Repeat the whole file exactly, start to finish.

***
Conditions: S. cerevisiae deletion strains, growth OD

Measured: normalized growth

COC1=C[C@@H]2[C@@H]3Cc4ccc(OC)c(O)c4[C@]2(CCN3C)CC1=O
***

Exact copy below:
Conditions: S. cerevisiae deletion strains, growth OD

Measured: normalized growth

COC1=C[C@@H]2[C@@H]3Cc4ccc(OC)c(O)c4[C@]2(CCN3C)CC1=O